Google and a number of other Internet giants are stepping up the pressure on US regulators to consider new net neutrality rules, and they're planning a promotional campaign to garner consumer support for their message.
The Internet Association, an advocacy group for the open Internet that counts Google (Nasdaq: GOOG), Facebook , Amazon.com Inc. (Nasdaq: AMZN), and Netflix Inc. (Nasdaq: NFLX) amongst its members, wrote a comment to the Federal Communications Commission (FCC) Monday, urging it to treat mobile networks the same as wireline when it comes to net neutrality.
The web companies want regulators to limit the ability of Internet service providers, fixed or mobile, to offer prioritized web traffic for certain content partners and to ensure ISPs don't limit consumer access to the web. It's been an ongoing issue, and the FCC has been seeking input on a proposal to ban ISPs from blocking some users' access to websites and apps, but allow "commercially reasonable" deals between content providers and ISPs to prioritize delivery of some traffic.
They are far from the only players trying to exert influence on what is going to be a contentious process. In the the Wall Street Journal Sunday, former FCC economist Thomas Haslett and Federal Trade Commission member Joshua Wright argued that net neutrality amounts to "micromanagement" of the Internet. They pointed to the fact that the Internet is already heavily influenced by commercial agreements that benefit the largest players, such as Google's ability to build its own backbone network. The FCC has not documented any pattern of net neutrality problems, the two noted, even in its own internal research.
FCC Chairman Tom Wheeler passed a Notice of Proposed Rulemaking on "Protecting and Promoting the Open Internet" in May, but all it amounts to -- at least in the short term -- is an agreement for the FCC to explore its options further for regulating broadband service. (See FCC Split on Net Neutrality Plans .)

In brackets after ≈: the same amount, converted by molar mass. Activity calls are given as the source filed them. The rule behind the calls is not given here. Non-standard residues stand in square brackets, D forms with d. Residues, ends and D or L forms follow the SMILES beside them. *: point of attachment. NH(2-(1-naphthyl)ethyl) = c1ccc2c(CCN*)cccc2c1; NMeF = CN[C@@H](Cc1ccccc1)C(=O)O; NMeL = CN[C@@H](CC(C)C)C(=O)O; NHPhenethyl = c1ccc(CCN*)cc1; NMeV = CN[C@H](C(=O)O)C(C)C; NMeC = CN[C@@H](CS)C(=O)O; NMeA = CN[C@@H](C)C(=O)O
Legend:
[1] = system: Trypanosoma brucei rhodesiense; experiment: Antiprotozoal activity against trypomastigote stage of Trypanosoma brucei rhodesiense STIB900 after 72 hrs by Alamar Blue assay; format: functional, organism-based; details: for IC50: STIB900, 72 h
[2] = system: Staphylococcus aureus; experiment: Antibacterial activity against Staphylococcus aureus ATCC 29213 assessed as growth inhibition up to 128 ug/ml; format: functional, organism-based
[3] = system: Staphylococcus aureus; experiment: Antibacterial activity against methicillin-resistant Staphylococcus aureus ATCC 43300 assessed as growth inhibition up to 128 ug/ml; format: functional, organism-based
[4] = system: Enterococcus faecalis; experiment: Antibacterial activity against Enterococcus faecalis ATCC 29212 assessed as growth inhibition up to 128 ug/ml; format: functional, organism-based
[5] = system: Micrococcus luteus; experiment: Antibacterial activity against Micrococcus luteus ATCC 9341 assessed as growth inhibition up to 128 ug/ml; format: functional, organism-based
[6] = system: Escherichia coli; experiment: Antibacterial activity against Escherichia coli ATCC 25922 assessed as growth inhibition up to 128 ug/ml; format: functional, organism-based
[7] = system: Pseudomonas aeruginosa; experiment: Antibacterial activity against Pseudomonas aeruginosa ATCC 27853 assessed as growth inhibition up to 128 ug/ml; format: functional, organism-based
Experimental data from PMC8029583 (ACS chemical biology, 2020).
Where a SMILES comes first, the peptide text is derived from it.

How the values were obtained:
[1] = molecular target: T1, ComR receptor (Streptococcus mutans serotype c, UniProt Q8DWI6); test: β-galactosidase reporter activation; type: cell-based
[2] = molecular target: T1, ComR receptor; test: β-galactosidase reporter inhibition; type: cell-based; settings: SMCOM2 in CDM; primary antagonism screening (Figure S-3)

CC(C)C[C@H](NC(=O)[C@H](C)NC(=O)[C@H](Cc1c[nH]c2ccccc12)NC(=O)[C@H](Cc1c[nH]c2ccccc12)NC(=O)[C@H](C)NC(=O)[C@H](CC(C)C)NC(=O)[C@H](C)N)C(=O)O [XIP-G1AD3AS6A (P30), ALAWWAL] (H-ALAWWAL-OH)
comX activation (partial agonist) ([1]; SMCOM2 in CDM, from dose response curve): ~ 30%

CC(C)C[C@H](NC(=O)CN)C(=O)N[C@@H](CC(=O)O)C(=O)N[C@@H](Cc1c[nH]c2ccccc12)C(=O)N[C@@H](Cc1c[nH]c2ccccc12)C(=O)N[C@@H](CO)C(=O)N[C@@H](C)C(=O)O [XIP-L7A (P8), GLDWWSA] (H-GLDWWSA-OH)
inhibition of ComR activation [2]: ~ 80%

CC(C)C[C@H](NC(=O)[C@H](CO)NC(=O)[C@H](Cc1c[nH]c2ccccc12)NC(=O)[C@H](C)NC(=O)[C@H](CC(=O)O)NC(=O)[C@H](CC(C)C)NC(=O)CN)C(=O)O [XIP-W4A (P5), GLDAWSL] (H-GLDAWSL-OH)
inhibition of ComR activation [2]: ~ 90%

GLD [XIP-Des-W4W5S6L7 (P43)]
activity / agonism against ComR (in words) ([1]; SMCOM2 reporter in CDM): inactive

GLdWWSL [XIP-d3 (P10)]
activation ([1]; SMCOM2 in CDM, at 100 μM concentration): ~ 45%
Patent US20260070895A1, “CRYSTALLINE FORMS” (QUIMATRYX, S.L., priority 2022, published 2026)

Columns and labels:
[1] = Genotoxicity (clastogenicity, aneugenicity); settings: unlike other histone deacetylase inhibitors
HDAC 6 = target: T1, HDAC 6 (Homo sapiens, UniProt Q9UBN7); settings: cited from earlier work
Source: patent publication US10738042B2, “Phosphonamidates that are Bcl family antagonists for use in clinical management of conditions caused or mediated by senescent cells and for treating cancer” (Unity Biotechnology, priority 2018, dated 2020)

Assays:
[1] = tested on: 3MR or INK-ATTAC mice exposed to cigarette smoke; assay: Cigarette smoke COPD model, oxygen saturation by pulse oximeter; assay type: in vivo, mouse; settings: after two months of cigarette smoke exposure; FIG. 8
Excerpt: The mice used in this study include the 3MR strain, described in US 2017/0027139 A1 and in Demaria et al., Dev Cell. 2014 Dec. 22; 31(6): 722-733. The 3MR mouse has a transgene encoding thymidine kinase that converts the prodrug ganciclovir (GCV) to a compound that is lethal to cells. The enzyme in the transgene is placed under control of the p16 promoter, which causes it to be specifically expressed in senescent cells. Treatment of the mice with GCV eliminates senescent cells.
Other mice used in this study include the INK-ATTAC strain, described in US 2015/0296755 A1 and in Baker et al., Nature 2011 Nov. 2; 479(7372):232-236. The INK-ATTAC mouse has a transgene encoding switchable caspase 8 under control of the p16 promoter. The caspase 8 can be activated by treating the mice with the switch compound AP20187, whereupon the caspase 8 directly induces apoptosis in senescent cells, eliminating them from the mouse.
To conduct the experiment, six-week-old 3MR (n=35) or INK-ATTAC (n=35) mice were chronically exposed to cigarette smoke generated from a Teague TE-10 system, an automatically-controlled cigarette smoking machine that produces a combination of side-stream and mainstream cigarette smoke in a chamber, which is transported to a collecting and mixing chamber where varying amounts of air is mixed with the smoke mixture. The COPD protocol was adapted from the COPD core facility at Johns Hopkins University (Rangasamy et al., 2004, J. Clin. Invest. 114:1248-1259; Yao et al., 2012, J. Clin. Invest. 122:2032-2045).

The Internet Association admonished the FCC on Monday, noting that segregation of the Internet into fast and slow lanes will "distort the market, discourage innovation, and harm Internet users." Its three key tenets are: that Internet users should get what they want, when they want; they should get what they pay for; and all networks should have equal protection.
"That open and decentralized model is precisely what enabled the Internet to become one of the greatest engines for growth, prosperity, and progress the world has ever known," the Association's President and CEO Michael Beckerman wrote in a statement. "Recent Court rulings have placed that model at risk, and the FCC must act to protect an open Internet for all.”
The Internet Association plans to roll out a campaign around this message and seek Internet users' feedback in the coming weeks. The FCC has so far received more than 647,000 public comments on Wheeler's proposal in May. The deadline for comments is Tuesday evening.
Even so, it's safe to say a lot of people have their doubts over whether a suitable solution will be reached from this process. In an ongoing Light Reading poll on the matter, nearly half -- 47% -- said they don't think the net neutrality issue will see a solution until "a long time after hell freezes over." (See Net Neutrality and Meet Tom Wheeler, Net Neutrality Procrastinator-in-Chief.)
— Sarah Reedy, Senior Editor, Light Reading